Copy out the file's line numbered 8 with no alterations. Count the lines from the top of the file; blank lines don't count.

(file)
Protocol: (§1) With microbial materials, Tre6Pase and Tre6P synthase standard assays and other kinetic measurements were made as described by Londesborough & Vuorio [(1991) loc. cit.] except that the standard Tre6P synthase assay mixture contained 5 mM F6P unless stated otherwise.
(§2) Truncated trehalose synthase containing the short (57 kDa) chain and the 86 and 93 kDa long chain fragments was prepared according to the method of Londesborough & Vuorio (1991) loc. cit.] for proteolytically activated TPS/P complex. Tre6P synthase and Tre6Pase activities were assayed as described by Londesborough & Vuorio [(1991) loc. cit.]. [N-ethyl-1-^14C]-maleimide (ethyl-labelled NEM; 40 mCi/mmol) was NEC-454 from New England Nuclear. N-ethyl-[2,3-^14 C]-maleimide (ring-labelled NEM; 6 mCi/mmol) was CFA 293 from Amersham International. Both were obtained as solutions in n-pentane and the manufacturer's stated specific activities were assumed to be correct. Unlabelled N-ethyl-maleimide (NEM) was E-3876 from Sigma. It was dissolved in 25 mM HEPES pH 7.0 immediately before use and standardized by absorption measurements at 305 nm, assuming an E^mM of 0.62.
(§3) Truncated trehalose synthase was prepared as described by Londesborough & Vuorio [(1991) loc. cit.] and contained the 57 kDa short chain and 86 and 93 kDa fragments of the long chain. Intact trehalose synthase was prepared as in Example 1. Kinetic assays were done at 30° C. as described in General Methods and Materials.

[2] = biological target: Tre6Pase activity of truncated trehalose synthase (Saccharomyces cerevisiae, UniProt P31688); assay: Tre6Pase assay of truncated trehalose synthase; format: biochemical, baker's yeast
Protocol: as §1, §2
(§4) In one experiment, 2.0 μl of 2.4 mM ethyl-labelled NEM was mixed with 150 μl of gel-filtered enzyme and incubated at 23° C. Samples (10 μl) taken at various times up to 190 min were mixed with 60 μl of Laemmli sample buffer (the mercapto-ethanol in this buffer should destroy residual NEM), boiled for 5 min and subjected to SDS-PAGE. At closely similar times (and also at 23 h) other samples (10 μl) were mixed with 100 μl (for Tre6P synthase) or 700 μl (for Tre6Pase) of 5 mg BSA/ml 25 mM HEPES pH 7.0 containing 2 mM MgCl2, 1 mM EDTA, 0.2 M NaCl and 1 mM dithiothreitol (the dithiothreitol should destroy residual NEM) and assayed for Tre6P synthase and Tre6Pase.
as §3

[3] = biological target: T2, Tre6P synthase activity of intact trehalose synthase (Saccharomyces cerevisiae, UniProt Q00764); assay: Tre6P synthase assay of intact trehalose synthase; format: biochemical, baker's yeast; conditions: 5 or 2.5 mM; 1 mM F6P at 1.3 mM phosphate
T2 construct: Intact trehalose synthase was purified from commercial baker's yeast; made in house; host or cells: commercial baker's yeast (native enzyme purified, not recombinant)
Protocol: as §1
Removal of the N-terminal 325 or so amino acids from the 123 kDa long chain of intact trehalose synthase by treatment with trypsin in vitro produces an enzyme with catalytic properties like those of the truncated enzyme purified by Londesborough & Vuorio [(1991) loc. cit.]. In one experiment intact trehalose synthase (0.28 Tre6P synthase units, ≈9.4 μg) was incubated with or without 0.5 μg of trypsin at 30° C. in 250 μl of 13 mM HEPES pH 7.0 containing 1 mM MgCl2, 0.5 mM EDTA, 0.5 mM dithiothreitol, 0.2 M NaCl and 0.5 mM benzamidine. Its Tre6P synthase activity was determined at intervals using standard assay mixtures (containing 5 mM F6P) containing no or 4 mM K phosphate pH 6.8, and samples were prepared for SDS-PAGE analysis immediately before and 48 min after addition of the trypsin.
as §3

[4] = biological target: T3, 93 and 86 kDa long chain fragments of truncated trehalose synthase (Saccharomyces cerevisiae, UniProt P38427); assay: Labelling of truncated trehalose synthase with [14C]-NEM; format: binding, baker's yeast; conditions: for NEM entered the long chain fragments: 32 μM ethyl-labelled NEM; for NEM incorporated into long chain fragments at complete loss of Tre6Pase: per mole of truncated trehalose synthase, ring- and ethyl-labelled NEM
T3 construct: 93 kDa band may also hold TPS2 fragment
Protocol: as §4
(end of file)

[3] = biological target: T2, Tre6P synthase activity of intact trehalose synthase (Saccharomyces cerevisiae, UniProt Q00764); assay: Tre6P synthase assay of intact trehalose synthase; format: biochemical, baker's yeast; conditions: 5 or 2.5 mM; 1 mM F6P at 1.3 mM phosphate